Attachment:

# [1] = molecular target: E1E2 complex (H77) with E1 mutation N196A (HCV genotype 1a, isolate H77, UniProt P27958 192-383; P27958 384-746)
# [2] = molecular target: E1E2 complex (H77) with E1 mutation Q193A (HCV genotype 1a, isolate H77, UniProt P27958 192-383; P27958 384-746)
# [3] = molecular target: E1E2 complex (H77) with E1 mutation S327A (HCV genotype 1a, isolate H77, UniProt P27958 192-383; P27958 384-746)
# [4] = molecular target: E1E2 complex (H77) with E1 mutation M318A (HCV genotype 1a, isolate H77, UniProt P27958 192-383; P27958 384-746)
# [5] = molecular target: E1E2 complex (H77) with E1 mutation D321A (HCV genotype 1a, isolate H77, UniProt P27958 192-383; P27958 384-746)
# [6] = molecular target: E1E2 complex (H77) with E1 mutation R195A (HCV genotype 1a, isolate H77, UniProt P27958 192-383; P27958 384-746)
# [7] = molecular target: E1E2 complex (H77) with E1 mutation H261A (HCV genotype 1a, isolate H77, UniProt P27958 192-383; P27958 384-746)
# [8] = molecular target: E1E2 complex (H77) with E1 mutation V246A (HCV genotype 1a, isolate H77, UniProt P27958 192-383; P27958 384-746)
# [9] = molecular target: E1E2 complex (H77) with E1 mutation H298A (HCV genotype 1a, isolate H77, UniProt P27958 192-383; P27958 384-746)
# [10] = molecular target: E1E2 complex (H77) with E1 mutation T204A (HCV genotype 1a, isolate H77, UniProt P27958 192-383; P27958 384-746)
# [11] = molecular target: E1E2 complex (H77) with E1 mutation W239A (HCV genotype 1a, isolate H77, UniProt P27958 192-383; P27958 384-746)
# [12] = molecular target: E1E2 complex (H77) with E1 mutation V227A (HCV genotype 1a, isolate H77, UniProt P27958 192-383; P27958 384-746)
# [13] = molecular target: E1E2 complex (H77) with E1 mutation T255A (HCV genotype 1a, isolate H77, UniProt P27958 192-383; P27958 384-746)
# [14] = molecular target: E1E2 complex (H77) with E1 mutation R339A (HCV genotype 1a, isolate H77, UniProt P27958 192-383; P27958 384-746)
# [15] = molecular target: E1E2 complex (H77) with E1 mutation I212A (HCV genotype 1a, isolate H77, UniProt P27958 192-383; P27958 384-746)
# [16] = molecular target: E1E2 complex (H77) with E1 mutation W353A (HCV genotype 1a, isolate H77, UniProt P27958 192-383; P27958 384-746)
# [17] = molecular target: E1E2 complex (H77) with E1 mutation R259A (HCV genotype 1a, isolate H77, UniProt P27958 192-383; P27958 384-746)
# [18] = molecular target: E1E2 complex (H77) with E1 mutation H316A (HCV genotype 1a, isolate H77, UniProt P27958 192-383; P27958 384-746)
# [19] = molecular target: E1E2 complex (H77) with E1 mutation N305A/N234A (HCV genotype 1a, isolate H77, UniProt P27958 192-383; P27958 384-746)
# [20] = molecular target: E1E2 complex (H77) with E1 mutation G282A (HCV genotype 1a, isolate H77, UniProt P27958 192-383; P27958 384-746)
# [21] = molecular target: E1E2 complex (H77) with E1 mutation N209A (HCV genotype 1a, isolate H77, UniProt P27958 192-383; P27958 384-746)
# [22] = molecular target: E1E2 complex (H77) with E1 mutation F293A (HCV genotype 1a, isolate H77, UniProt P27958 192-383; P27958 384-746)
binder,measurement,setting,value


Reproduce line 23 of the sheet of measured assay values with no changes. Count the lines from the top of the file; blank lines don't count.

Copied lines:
binder,measurement,setting,value